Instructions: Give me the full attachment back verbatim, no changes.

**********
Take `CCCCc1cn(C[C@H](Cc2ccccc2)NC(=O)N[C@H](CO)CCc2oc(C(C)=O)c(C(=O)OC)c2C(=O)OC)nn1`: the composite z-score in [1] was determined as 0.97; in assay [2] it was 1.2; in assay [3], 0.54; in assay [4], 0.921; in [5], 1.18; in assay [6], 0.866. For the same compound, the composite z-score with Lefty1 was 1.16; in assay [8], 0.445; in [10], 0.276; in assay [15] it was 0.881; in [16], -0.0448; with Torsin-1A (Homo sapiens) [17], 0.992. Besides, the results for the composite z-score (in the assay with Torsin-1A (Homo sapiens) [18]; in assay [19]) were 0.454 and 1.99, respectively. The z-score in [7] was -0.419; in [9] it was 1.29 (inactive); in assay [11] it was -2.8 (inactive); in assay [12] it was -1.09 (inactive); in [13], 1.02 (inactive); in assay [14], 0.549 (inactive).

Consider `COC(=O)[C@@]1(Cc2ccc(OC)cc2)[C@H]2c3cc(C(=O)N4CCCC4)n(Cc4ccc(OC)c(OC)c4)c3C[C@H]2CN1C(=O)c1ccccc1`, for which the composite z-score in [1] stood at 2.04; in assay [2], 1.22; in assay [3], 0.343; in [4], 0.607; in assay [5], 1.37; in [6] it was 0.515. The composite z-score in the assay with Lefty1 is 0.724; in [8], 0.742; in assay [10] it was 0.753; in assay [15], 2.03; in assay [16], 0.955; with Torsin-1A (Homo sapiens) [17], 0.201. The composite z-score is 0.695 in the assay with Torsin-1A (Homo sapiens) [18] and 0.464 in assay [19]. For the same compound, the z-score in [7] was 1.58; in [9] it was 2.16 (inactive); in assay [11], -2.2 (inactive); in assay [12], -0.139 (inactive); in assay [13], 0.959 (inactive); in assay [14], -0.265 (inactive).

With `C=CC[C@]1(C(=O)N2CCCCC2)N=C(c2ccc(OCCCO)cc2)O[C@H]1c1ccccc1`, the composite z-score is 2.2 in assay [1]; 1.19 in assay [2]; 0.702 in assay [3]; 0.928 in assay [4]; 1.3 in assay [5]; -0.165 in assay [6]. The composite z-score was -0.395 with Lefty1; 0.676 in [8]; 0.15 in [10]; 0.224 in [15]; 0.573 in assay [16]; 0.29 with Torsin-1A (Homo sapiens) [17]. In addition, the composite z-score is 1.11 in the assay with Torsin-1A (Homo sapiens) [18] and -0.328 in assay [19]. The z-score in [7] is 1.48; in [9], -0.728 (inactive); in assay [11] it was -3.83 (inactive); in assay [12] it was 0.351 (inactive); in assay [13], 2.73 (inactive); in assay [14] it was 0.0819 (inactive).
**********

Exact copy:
Take `CCCCc1cn(C[C@H](Cc2ccccc2)NC(=O)N[C@H](CO)CCc2oc(C(C)=O)c(C(=O)OC)c2C(=O)OC)nn1`: the composite z-score in [1] was determined as 0.97; in assay [2] it was 1.2; in assay [3], 0.54; in assay [4], 0.921; in [5], 1.18; in assay [6], 0.866. For the same compound, the composite z-score with Lefty1 was 1.16; in assay [8], 0.445; in [10], 0.276; in assay [15] it was 0.881; in [16], -0.0448; with Torsin-1A (Homo sapiens) [17], 0.992. Besides, the results for the composite z-score (in the assay with Torsin-1A (Homo sapiens) [18]; in assay [19]) were 0.454 and 1.99, respectively. The z-score in [7] was -0.419; in [9] it was 1.29 (inactive); in assay [11] it was -2.8 (inactive); in assay [12] it was -1.09 (inactive); in [13], 1.02 (inactive); in assay [14], 0.549 (inactive).

Consider `COC(=O)[C@@]1(Cc2ccc(OC)cc2)[C@H]2c3cc(C(=O)N4CCCC4)n(Cc4ccc(OC)c(OC)c4)c3C[C@H]2CN1C(=O)c1ccccc1`, for which the composite z-score in [1] stood at 2.04; in assay [2], 1.22; in assay [3], 0.343; in [4], 0.607; in assay [5], 1.37; in [6] it was 0.515. The composite z-score in the assay with Lefty1 is 0.724; in [8], 0.742; in assay [10] it was 0.753; in assay [15], 2.03; in assay [16], 0.955; with Torsin-1A (Homo sapiens) [17], 0.201. The composite z-score is 0.695 in the assay with Torsin-1A (Homo sapiens) [18] and 0.464 in assay [19]. For the same compound, the z-score in [7] was 1.58; in [9] it was 2.16 (inactive); in assay [11], -2.2 (inactive); in assay [12], -0.139 (inactive); in assay [13], 0.959 (inactive); in assay [14], -0.265 (inactive).

With `C=CC[C@]1(C(=O)N2CCCCC2)N=C(c2ccc(OCCCO)cc2)O[C@H]1c1ccccc1`, the composite z-score is 2.2 in assay [1]; 1.19 in assay [2]; 0.702 in assay [3]; 0.928 in assay [4]; 1.3 in assay [5]; -0.165 in assay [6]. The composite z-score was -0.395 with Lefty1; 0.676 in [8]; 0.15 in [10]; 0.224 in [15]; 0.573 in assay [16]; 0.29 with Torsin-1A (Homo sapiens) [17]. In addition, the composite z-score is 1.11 in the assay with Torsin-1A (Homo sapiens) [18] and -0.328 in assay [19]. The z-score in [7] is 1.48; in [9], -0.728 (inactive); in assay [11] it was -3.83 (inactive); in assay [12] it was 0.351 (inactive); in assay [13], 2.73 (inactive); in assay [14] it was 0.0819 (inactive).